Toasting James Joyce’s celebrated ‘Ulysses’

To lovers of James Joyce and Irish literature, June 16 has a special significance. It’s known as Bloomsday, named for Leopold Bloom, the main character in Joyce’s “Ulysses.”

The notoriously challenging novel blasted through formal conventions and become an iconic work of modernist fiction; its 600-plus pages take place in Dublin over the course of a single day, June 16, 1904. And on Saturday, Angelenos can celebrate the occasion by attending dramatic readings, listening to Irish music and naturally raising a glass of Guinness.

At the Hammer Museum in Westwood, which hosts L.A.'s premiere performance-and-participation Bloomsday event, actors will be reading the book’s “Aeolus” section — the part of the novel set in the Dublin newspaper office of the Freeman’s Journal. The Hammer will be offering happy hour Guinness from 6 to 7:30 p.m., accompanied by Irish music.

Although it has now become the focus of public celebrations, “Ulysses” was at first the stuff of hushed words and darting glances. Joyce’s novel was serialized by an American literary journal in the late teens, and part of it was ruled obscene in 1921. Expatriate Sylvia Beach, owner of the famed Paris bookstore Shakespeare and Company, published the complete “Ulysses” abroad in 1922, yet it was officially banned in America. In 1933, Random House’s attempt to import copies of the controversial novel were at the center of a major court case; “Ulysses” won, forever changing U.S. censorship law.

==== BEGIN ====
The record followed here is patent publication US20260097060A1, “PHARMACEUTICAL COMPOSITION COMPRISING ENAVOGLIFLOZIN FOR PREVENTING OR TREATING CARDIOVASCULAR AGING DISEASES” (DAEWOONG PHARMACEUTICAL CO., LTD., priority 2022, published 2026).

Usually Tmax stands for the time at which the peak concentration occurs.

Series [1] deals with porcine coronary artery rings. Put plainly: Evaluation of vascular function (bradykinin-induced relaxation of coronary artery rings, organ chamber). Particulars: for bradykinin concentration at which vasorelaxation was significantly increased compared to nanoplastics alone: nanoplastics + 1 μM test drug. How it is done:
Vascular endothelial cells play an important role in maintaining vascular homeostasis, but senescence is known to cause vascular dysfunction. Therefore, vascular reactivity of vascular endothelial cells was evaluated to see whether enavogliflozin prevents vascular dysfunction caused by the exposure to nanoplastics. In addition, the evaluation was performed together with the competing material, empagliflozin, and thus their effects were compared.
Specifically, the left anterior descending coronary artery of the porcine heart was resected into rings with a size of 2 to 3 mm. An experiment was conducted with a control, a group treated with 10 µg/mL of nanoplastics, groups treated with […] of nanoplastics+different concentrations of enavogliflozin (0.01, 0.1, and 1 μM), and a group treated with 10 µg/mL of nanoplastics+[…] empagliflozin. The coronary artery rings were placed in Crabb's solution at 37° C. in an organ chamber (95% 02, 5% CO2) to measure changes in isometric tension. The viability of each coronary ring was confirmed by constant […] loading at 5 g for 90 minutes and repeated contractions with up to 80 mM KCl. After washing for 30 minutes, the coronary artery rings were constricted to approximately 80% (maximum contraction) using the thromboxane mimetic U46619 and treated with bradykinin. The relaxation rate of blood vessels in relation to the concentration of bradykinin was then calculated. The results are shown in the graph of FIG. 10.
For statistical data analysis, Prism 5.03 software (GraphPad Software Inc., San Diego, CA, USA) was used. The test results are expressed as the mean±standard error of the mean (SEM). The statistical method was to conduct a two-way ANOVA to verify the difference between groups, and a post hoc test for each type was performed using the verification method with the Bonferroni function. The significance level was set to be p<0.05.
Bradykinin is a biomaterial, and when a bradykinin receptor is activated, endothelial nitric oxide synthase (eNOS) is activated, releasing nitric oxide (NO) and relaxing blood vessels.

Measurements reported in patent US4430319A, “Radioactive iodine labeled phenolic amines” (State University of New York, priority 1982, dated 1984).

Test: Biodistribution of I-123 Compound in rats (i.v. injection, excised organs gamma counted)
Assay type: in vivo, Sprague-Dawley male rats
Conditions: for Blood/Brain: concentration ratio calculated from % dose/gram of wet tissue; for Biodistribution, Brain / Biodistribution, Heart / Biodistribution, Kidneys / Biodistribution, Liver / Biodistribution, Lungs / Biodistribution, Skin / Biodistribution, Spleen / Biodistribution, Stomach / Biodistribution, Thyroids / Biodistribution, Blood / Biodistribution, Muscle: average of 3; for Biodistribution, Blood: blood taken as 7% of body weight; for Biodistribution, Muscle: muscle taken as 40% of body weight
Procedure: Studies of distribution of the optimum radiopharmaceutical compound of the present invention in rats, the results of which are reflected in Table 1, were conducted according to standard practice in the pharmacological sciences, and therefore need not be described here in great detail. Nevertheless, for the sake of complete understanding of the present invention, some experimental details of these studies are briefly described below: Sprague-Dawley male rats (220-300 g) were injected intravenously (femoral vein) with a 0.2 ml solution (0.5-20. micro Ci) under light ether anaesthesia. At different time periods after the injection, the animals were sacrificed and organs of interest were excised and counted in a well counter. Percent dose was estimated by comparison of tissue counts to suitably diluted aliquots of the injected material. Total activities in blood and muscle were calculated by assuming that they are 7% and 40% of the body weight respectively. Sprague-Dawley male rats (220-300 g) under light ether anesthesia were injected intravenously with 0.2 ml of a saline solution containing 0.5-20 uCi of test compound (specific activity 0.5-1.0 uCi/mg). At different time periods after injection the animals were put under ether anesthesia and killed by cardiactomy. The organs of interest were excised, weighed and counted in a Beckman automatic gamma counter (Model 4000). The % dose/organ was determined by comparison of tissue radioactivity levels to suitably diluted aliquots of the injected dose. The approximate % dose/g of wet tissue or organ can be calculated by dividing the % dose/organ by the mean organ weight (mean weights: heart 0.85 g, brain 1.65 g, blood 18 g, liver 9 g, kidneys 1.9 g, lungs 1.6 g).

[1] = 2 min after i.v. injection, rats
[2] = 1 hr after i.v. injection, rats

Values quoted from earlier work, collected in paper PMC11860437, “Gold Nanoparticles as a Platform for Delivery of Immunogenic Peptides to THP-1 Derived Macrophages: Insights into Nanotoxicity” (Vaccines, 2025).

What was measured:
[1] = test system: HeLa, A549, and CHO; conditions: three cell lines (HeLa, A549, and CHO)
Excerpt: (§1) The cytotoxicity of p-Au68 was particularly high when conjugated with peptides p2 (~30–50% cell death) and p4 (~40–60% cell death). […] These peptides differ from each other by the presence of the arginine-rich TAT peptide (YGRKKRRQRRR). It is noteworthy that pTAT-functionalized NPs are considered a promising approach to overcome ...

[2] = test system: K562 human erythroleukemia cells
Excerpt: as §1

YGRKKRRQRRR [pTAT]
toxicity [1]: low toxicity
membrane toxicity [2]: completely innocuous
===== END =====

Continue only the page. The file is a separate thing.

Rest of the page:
But it took years for the novel to become widely accessible, and only more recently has it been the subject of widespread public adulation and celebration.

“The really big breakthrough was in 1982, celebrating the centenary of Joyce’s birth with a large Joyce symposium in Dublin,” Vincent Cheng, co-editor of 2009’s “Joyce in Context,” emailed from this year’s conference in Ireland. “Bloomsday 2004 in Dublin was the first time that it felt like a fully public celebration, with lots of locals and tourists joining the Joycean academics in celebrating the day.”

Joyce enthusiasm has spread across America, where Symphony Space in New York has presented “Bloomsday on Broadway” for 31 years; this year’s performance will be streamed live online. Also online will be a reading of part of “Ulysses” by Alec Baldwin, Wallace Shawn and others at Pacifica Radio; at seven hours, it’s still only a portion of the text.

Is all this drinking and dancing an appropriate way to celebrate a brilliant work of literature?

“I think Bloomsday events absolutely do a service to Joyce’s work,” Cheng writes. “Not only are they a lot of fun for Joyce aficionados, but they get people who have never read Joyce (and who might otherwise never dare try such challenging reading) interested in looking at these wonderful (but very difficult) books, especially ‘Ulysses’.”